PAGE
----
A scheme is not suited however to a hostile takeover. The scheme must be proposed between the company and the relevant class of members and/or creditors, and it is the company that produces the scheme proposal documentation and makes the application to the Court for its approval.
Australia's scheme provisions operate almost identically to those governing UK schemes of arrangement.
Deed of company arrangement
A company which is subject to voluntary administration (or liquidation) may restructure its obligations via a deed of company arrangement (DOCA).
A DOCA is well suited to a hostile takeover - a key feature is the ability to recapitalise an insolvent company and take equity ownership without shareholder consent. A DOCA is also suited where the whole debt matrix, including trade creditors, needs to be compromised. However, it is important to note that a DOCA does not bind dissenting secured creditors unless ordered by the Court. Also creditor claims against third parties (e.g. guarantors) are not released. In any 'take control' strategy involving a DOCA, the secured debt should be acquired or on side.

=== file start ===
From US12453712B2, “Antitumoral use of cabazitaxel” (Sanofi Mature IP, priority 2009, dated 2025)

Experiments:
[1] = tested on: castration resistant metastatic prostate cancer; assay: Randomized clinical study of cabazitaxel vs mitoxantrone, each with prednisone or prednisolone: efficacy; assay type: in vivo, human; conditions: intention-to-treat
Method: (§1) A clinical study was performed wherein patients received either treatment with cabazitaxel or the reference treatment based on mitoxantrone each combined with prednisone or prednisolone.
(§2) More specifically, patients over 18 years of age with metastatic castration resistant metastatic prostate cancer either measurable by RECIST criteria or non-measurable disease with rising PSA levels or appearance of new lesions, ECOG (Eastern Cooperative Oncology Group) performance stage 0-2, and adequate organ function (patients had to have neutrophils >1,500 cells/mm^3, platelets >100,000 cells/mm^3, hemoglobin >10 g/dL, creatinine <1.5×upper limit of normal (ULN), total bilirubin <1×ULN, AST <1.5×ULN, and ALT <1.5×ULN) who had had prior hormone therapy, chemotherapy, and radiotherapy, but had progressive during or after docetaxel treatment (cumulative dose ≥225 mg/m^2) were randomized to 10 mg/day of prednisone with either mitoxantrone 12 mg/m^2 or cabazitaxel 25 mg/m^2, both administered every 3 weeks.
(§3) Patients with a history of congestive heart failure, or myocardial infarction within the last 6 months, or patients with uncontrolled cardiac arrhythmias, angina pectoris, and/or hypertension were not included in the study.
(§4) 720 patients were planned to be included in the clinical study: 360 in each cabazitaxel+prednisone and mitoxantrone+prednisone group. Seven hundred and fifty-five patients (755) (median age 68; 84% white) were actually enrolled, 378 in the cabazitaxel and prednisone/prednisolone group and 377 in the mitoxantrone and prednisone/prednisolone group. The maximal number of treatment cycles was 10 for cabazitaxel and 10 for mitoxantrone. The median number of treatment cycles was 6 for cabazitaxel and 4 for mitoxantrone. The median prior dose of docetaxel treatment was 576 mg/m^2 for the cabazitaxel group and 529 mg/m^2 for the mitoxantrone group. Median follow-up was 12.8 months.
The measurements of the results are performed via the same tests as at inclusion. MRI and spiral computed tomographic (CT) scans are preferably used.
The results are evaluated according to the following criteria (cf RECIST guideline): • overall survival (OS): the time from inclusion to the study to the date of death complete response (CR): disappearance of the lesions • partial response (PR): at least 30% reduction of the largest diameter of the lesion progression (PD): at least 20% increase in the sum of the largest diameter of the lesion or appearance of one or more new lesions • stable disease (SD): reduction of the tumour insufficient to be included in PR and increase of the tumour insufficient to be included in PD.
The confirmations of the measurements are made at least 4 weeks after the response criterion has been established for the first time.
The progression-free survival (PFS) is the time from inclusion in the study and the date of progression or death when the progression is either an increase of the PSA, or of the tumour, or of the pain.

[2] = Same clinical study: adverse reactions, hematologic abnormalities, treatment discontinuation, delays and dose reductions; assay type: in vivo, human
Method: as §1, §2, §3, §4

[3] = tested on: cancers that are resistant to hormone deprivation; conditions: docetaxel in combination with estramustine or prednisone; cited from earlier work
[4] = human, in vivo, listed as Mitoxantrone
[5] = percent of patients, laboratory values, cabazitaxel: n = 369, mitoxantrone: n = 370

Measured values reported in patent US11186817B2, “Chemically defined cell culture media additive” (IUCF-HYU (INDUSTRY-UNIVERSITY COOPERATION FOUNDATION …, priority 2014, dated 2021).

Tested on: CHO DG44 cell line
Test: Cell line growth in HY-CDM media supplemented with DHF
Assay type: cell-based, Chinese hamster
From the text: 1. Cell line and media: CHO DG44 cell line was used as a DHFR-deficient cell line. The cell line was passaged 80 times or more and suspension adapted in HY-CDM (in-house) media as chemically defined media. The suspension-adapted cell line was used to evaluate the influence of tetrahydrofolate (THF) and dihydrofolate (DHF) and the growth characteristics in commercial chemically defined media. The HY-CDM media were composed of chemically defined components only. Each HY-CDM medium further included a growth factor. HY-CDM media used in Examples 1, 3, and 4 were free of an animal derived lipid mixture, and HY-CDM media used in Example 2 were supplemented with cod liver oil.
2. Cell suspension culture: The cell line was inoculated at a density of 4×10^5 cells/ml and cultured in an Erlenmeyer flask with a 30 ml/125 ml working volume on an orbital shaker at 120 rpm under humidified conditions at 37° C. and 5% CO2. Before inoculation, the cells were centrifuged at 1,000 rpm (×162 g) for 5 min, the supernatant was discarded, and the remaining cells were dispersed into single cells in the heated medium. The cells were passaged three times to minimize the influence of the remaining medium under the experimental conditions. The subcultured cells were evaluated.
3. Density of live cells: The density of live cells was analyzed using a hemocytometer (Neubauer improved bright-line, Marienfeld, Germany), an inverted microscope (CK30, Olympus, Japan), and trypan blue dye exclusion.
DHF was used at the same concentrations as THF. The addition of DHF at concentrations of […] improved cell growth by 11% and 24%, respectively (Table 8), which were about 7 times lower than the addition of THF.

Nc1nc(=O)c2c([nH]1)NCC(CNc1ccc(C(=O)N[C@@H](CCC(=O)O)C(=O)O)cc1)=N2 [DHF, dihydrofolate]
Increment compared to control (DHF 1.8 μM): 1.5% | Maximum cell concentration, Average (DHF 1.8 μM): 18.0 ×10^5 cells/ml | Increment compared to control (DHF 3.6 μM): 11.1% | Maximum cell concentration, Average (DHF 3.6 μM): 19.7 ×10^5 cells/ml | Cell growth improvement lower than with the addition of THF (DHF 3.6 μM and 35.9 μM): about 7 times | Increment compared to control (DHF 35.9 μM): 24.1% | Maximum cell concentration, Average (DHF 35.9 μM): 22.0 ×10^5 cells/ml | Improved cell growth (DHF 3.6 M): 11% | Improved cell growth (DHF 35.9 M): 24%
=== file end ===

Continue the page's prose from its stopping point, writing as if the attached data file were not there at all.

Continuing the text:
A voluntary administrator can be appointed to a target company by its directors, a secured creditor with security over all or substantially all of the target company's property, or a liquidator of the target company.
A proposal for the company to be restructured via a DOCA must be submitted to the company's voluntary administrator for review and the anticipated outcome compared to a liquidation outcome. The voluntary administrator is obligated to report to creditors, and will ordinarily recommend a DOCA proposal to the company's creditors if it provides a better outcome than liquidation.
For a DOCA proposal to be approved:
- A majority of the company's creditors must vote in favour of it - either on a show of hands, or if a poll is requested, by a majority in number and value
- If the value votes one way and the number vote the other way, the voluntary administrator has a casting vote to determine the outcome
The 'take control' mechanism arises under section 444GA of the Corporations Act, which provides that a DOCA administrator may transfer the shares in a company to another party with the consent of the shareholder or Court approval. The Court will approve the share transfer if it does not unfairly prejudice shareholders.